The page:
Counteract the Stigma of Tuberculosis

by Agnes Krisantibullet
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Reviewed by dr. Koh Hau-Tek
Counteract the Stigma of Tuberculosis
Counteract the Stigma of Tuberculosis

"Tuberculosis is a major issue. However, the stigma (of this disease) persists," said Najwa Shihab, a media representative, in the "Free TB at Workplaces" talkshow. TB can affect anyone, even those who are well-versed in the disease. What TB patients really need during their recovery is support, not avoidance.

Tuberculosis (TB) is an ancient disease. It was first recorded in India around 3,300 years ago and in China, 2,300 years ago. In ancient Greece, tuberculosis was known as "phthisis." People referred to it as the "white plague" in the 1700s because the victims were deathly pale.

On March 24, 1882, Dr. Robert Koch announced the bacteria that causes tuberculosis. Mycobacterium tuberculosis. At the time, one in every seven people living in America and Europe died from tuberculosis. After a long search, the BCG vaccine was discovered in 1921.

Tuberculosis is an infectious disease

Mycobacterium tuberculosis usually attacks the lungs, but new research shows that it can also attack other parts of the body. The kidneys, spine, and brain, for example. TB is typically transmitted through droplets, such as saliva splashing when sneezing or coughing.

Following an infection, two conditions may develop. TB disease occurs when the immune system is unable to resist the bacteria's activity; and latent TB infection occurs when the immune system is strong enough that the infection does not cause symptoms or illness. Latent tuberculosis infection can progress to tuberculosis disease if the immune system is unable to completely eliminate the bacteria.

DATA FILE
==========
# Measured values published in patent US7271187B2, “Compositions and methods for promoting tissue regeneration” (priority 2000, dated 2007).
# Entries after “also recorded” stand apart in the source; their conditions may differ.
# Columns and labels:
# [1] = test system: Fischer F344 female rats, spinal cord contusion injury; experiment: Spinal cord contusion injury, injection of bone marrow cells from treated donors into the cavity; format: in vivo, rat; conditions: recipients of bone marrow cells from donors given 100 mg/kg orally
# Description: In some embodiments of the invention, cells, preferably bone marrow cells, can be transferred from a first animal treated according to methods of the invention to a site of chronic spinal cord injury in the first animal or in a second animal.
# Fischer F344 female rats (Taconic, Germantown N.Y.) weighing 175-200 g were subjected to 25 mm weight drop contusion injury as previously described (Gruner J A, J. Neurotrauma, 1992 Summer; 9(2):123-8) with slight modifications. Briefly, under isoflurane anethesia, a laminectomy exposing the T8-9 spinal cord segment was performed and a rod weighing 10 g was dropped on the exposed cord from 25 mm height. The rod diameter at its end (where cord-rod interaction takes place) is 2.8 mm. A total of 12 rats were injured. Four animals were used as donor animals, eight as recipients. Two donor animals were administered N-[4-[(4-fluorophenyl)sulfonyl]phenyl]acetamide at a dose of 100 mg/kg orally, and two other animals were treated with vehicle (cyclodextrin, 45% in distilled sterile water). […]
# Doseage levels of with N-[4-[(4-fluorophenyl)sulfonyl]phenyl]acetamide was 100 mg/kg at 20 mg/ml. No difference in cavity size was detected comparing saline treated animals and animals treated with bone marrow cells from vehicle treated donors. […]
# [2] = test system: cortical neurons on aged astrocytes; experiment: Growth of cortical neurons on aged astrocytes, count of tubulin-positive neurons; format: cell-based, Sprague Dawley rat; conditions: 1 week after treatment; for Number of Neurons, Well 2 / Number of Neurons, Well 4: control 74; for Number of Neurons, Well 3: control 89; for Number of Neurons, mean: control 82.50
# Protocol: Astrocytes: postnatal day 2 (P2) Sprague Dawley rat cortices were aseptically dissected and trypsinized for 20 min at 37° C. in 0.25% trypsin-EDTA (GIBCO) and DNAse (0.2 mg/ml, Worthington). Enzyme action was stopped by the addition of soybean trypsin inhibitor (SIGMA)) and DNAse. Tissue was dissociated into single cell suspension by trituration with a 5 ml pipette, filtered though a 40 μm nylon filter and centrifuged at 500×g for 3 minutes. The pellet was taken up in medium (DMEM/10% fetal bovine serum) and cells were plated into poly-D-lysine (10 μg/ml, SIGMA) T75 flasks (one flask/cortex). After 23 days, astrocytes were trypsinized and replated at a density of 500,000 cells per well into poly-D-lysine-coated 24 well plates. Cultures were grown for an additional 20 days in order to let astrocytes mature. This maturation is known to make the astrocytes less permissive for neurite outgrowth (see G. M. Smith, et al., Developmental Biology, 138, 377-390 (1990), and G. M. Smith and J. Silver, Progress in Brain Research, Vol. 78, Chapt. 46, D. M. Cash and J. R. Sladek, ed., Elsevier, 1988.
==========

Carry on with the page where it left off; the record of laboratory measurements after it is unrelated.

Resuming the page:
Tuberculosis symptoms vary depending on the organ infected. Lung tuberculosis typically begins with coughing for three weeks or more, chest pain, and coughing up phlegm or bleeding. Other symptoms include fatigue, weight loss, loss of appetite, cold sweats, and fever.

Malnutrition, HIV infection, smoking, and diabetes are all risk factors for tuberculosis. Even if you have been vaccinated, make sure your immune system is always strong, especially when you have an excessive workload. Pregnant women should exercise caution! If there is a history of contact with TB patients, get a thorough examination.

Tuberculosis management is worsened by the COVID-19 pandemic

The WHO reports that the COVID-19 pandemic has hampered TB diagnosis and treatment. The global goal was not met. Despite the fact that Indonesia is one of the top three countries in terms of incident reduction, the global TB burden continues to rise.

There were nearly 969 thousand cases of tuberculosis worldwide at the time this article was written. 144 thousand people died as a result of them. According to the WHO report, the majority of TB patients are adults (90%), with men outnumbering women.

The Minister of Health of the Republic of Indonesia, Budi Sadikin, said he expected there would be around 824,000 TB cases. Without proper treatment, TB can cause death (50%)—especially if the sufferer also has HIV/AIDS. Therefore, he asked that 90% of this amount be detected in 2024.